Especially interesting to me were the responses to a new survey question regarding FIs' plans to issue contactless payment cards. Many of the largest FIs began issuing contactless cards in 2019. The survey found that while only 5 percent of respondents were issuing contactless cards, 21 percent plan to do so within two years and an additional 18 percent plan to issue them in the next two to five years. As the chart shows, although nearly two-thirds of the smallest FIs indicated no plans to offer a contactless card, a relatively high percentage (43%) of the larger FIs also indicated no plans to do so. I am curious to see how these plan responses change, if any, in future surveys.

Chart 01 of 02: Contactless card issuance by asset size

A total of 504 financial institutions responded—337 banks and 167 credit unions (CUs)—which represented 6 percent of all banks and 3 percent of all CUs in the United States. It is important to note that none of the top 100 banks by asset size and only four of the top 100 CUs by asset size are included in the survey. Almost half of the responding CUs have assets under $100 million. The distribution of survey respondents (displayed in the chart below) helps us better understand the development of mobile financial services in the mid- and small-sized FIs.

Chart 02 of 02: Distribution of respondents by asset size

The Boston Fed's Payment Strategies Group will present a webinar on the full survey report later this year. We will be sure to keep Take On Payments readers apprised of those plans. In the meantime, if you have any questions regarding the survey or the results, please be sure to contact me.

1Atlanta, Boston, Cleveland, Kansas City, Minneapolis, Philadelphia, Richmond, and San Francisco

January 6, 2020

Phone Payment Bingo

Let's play a game of mobile payments bingo. Say yes to all five and you win!

In the last three days, did you use your mobile phone to:

table 01 of 01: bingo card

Do your answers to these questions give you the idea that you are using your phone more and more to pay? If so, you're in line with the latest results from the Diary of Consumer Payment Choice.

As you can see below, using a phone to pay—especially to pay bills and other people—has increased as a share of payments in recent years. More payments are being made with phones.

chart 01 of 01: Share of payments made using a mobile telephone

  • In October 2016, 11 percent of bill payments were made via mobile phone; in 2018, 18 percent.
  • In October 2016, 5 percent of payments to another person were made via mobile phone, in 2018, 17 percent.

The Diary of Consumer Payment Choice records the daily payments behavior of U.S. consumers 18 and older. Consumers report not only whether or not they used a mobile phone but also if they used a computer or tablet—either remotely or in person—or snail mail to pay. They record the dollar amount of the payment, the payment instrument used (for example, cash, debit card), and the purpose or payee (utilities, grocery store). These consumer behavior data can be analyzed in the context of household income and demographic attributes.

You can read the full report online and download the data for analysis.

By the way, I couldn't complete my bingo card. My answers:

  1. No.
  2. Yes, 34-pound bag of dog food (using the web browser on my phone).
  3. Yes, coffee from my local barista (using a QR code).
  4. No.
  5. Yes, see my answers #2 and #3.

How about you? Did you win?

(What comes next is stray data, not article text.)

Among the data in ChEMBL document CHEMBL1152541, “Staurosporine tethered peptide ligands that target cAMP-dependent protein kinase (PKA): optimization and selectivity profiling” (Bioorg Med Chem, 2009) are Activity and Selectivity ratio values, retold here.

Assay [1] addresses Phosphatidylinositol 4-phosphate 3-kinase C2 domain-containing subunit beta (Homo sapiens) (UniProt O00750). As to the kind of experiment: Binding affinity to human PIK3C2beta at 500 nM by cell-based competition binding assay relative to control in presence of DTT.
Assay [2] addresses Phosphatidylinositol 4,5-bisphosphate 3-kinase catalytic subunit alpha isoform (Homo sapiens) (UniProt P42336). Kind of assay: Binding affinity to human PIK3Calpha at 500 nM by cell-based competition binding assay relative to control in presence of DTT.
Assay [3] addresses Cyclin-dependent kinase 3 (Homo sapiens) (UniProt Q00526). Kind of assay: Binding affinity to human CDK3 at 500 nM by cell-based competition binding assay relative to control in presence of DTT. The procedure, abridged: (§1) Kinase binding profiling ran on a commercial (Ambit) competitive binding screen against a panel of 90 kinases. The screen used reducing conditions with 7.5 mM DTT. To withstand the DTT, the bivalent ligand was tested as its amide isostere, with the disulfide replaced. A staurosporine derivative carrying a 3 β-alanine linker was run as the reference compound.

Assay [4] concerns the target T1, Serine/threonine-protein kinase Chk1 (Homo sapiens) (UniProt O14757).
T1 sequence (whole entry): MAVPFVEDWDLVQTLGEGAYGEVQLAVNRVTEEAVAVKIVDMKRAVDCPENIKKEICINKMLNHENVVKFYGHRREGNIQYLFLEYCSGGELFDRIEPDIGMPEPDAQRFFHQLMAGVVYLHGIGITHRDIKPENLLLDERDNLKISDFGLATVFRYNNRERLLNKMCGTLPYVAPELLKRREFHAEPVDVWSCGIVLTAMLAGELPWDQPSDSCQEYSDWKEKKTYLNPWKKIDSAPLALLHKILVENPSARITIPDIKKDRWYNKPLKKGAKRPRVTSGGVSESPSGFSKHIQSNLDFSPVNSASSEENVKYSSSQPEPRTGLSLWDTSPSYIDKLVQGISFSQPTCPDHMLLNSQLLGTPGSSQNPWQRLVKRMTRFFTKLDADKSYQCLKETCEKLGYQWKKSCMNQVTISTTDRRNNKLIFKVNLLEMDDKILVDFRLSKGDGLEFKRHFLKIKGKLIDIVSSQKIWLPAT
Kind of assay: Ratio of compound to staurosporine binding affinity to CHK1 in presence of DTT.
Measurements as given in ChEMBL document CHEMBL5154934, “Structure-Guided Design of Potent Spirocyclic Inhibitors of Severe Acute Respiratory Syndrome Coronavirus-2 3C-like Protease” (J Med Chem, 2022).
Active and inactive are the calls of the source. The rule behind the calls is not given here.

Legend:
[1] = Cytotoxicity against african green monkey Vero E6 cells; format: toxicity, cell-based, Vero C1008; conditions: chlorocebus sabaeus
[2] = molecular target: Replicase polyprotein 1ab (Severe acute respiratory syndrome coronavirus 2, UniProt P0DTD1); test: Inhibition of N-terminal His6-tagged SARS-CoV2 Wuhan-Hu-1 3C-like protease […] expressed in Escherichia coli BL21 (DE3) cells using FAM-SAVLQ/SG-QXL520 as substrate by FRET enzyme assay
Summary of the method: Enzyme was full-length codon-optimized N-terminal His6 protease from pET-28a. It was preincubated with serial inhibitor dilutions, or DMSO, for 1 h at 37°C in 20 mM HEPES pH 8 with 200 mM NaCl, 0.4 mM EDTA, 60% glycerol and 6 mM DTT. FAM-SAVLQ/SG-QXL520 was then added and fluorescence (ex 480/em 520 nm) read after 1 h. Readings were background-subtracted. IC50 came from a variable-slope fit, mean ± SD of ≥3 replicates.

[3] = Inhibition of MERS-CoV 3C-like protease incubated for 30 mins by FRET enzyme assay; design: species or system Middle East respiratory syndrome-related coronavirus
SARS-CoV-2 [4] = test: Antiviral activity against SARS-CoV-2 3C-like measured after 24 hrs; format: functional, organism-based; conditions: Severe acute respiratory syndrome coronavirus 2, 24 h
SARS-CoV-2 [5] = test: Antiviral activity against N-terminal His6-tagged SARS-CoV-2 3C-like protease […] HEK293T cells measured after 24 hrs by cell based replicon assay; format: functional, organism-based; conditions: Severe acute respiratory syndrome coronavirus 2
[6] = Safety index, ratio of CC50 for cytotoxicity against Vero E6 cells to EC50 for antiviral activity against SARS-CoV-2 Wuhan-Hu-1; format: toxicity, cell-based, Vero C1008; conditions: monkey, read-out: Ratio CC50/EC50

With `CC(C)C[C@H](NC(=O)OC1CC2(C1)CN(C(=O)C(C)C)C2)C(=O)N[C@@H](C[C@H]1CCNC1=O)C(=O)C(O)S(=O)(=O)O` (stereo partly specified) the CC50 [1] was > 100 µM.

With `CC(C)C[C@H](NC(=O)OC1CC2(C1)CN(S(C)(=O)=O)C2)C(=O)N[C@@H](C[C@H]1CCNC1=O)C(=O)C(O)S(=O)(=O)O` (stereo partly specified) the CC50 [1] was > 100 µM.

December 9, 2019

Payments in Review: A Webinar

Whether you are out dipping your payment card at a store, waiting in line behind a check writer, trying to look like you're working while you shop online for last-minute gifts using your digital wallet, or just always looking for more information about payments, grab your headphones for the last Talk About Payments webinar of 2019. On December 19, the Retail Payments Risk Forum team continues its tradition of discussing what we consider to be the significant payments events and issues of the year. We invite financial institutions, retailers, payments processors, law enforcement officials, academics, and other payments system stakeholders to participate.

The webinar 2019: Payments in Review features a live roundtable discussion with payments risk experts Doug King, Dave Lott, and Jessica Washington. You will be able to see how your reflections on 2019 payment events compare to the Risk Forum's perspectives and reflections on the year. To liven up the party, polling questions and real-time questions and comments will let you engage with the speakers.

Last year ended with increasing momentum in technology research and development—distributed ledger technology, contactless, machine learning—which continued into 2019, mixed with the some of the largest fintech mergers and acquisitions the industry has seen. Faster payments started taking new forms with added interest from industry stakeholders. The fight against payments fraud also changed shape during 2019, with some new collaborations and methods worth mentioning. Fintech is surely to be discussed along with other topics such as the proliferation of digital payment methods versus the state of cash.

Find out what you might need to consider as you promote safer payments innovation in the coming year.

The webinar will happen on Thursday, December 19, from 1 to 2 p.m. (ET). Participation is free, but you must register in advanceOff-site link. Once you register, you will receive a confirmation email with the log-in and toll-free call-in information. A recording of the webinar will be available to all registered participants in various formats within a couple of weeks after the event.

We look forward to you joining us on December 19 and sharing your perspectives on the payment events that took place in 2019.